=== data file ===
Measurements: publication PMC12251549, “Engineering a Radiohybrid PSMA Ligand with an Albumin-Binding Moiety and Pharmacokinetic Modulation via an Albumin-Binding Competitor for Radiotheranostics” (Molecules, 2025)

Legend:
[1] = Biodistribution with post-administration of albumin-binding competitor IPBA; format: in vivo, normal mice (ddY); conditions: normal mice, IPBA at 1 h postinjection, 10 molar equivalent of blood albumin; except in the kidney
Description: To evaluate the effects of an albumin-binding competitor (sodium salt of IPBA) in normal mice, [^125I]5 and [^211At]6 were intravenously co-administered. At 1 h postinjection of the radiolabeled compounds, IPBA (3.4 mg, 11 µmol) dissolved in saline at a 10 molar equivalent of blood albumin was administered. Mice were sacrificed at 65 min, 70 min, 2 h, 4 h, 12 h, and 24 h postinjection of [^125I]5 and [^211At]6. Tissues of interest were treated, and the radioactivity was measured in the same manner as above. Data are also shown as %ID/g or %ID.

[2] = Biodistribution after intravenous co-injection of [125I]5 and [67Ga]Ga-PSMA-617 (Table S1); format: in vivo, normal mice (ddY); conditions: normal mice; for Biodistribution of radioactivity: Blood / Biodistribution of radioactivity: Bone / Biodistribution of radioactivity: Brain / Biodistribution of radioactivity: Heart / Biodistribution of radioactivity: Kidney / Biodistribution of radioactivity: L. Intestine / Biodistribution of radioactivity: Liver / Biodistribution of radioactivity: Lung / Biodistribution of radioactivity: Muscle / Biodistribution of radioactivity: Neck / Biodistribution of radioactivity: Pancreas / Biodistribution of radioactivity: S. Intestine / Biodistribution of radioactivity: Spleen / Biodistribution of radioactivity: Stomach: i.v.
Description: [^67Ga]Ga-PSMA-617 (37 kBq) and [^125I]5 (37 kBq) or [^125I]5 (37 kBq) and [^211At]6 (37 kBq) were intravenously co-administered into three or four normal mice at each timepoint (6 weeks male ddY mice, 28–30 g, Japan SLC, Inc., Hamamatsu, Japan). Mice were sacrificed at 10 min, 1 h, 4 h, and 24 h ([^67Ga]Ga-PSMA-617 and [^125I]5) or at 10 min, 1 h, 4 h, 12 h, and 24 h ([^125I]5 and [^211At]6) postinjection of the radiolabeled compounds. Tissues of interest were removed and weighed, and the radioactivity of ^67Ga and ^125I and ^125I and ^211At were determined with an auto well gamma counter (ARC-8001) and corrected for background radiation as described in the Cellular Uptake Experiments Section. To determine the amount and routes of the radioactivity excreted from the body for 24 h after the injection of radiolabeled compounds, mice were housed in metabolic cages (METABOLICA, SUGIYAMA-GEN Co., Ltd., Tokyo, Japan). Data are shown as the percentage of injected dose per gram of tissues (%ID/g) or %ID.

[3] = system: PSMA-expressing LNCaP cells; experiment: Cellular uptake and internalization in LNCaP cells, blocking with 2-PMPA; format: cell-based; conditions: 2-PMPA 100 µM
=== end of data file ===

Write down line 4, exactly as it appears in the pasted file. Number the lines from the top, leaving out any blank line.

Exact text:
Description: To evaluate the effects of an albumin-binding competitor (sodium salt of IPBA) in normal mice, [^125I]5 and [^211At]6 were intravenously co-administered. At 1 h postinjection of the radiolabeled compounds, IPBA (3.4 mg, 11 µmol) dissolved in saline at a 10 molar equivalent of blood albumin was administered. Mice were sacrificed at 65 min, 70 min, 2 h, 4 h, 12 h, and 24 h postinjection of [^125I]5 and [^211At]6. Tissues of interest were treated, and the radioactivity was measured in the same manner as above. Data are also shown as %ID/g or %ID.